Special Session Possible After Proton Therapy Bill Veto
Thursday, May 10, 2018
ERWIN, Tenn. – There's one last hope for Tennesseans who might benefit from a state-of-the-art cancer treatment.
Republican Gov. Bill Haslam vetoed the Cancer Patient Choice Act late last week, but there's talk of a possible special session to override his veto.
The legislation would mandate that the state employee insurance program cover proton therapy at the same rate it currently pays for traditional radiation.
Retired school teacher Elizabeth Clarke contracted a rare case of tongue cancer last year, and had to pay $72,000 for proton therapy out of her own pocket.
She was able to preserve her ability to eat normally by choosing the therapy, which targets a very specific area and limits radiation's exposure to healthy parts of the body.
"The side effects from the cancer that I have are so terrible,” Clarke states. “I don't understand what his thinking is, because there's so much research on what it does."
In a statement, Haslam specifically opposed the mandate language in the bill and said in a statement that the "state plan currently covers many forms of radiation treatment."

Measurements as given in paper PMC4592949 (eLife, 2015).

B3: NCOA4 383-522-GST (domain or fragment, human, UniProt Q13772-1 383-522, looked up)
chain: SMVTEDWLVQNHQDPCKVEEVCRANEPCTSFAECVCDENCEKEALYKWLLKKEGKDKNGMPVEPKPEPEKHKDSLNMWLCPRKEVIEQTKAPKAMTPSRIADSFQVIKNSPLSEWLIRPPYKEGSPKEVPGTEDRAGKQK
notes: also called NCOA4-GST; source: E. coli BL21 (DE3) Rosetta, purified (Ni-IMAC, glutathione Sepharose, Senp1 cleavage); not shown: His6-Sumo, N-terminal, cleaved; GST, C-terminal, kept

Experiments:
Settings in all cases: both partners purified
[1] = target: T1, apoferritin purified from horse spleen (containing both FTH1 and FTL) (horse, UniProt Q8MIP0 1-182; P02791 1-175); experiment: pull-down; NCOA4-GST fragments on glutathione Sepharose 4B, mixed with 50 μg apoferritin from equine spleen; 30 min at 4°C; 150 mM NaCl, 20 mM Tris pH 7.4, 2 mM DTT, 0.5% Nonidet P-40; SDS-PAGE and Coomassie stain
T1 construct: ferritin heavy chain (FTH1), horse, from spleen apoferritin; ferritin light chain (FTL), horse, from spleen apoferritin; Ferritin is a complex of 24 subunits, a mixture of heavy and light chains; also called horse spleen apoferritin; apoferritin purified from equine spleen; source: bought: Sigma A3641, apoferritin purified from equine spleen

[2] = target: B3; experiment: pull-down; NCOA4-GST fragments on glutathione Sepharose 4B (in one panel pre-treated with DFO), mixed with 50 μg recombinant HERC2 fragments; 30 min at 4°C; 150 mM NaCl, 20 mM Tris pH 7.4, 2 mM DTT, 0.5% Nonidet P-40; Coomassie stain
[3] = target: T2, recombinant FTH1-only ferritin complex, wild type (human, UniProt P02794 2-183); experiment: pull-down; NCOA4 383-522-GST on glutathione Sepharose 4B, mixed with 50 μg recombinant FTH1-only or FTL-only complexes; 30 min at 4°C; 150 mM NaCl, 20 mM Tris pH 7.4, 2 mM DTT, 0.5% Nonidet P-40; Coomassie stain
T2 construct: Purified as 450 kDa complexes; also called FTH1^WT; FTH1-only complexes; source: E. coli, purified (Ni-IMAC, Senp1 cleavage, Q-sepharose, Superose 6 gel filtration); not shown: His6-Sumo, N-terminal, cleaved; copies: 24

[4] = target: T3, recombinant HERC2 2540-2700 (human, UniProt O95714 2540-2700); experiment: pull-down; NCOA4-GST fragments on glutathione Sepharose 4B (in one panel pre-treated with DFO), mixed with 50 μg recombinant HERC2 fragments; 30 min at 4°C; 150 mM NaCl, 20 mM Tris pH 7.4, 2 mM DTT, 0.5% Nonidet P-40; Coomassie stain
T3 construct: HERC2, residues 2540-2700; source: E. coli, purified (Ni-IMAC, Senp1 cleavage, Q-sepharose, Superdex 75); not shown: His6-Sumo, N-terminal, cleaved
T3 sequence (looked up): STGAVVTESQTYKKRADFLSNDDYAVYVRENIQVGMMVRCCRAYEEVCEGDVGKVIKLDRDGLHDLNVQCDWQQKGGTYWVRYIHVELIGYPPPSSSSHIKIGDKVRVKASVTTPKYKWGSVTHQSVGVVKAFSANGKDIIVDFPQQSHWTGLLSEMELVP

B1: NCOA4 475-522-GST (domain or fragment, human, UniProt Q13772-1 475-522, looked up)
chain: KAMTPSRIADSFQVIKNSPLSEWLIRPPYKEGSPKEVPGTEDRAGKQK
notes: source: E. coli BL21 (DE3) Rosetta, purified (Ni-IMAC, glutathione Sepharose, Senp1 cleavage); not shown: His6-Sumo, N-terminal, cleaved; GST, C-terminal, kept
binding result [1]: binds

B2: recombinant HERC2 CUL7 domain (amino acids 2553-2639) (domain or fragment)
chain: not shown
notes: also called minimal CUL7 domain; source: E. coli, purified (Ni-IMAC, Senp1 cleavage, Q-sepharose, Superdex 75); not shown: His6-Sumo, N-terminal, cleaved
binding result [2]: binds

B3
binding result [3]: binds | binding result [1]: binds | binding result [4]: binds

Several private insurers cover at least part of the cost of proton therapy, as does Medicaid and Medicare.
Tom Welch, president of Provision CARES Proton Therapy Center in Knoxville, says the mandate would come at no additional cost to the state or taxpayers, since centers such as his say they would accept the agreed upon rate for traditional radiation.
"I have only concluded that he has bowed to the wills of the insurance lobby,” Welch says. “The Speaker of the House and Lt. Gov. (Randy) McNally could call a special veto override session, to have a vote to override the governor's veto."
State Rep. Bob Ramsey (R) of Blount County – one of the sponsors of the legislation – says the plan is to wait to see what other bills the governor may veto before calling a special session.
Regardless, it is too late for Clarke and her husband, who feel lucky they had the savings to spend on her health.
"Our thoughts are with our savings,” she says. “What are you saving it for if you have no quality of life?
“If you can't eat, you don't have any saliva, what good does the money do? And so we decided that my quality was more important than having money in the bank."
Clarke says her concern lies with people who don't have coverage for proton therapy, or the savings to pay for it, since it would be impossible to secure a bank loan to pay for such treatment.
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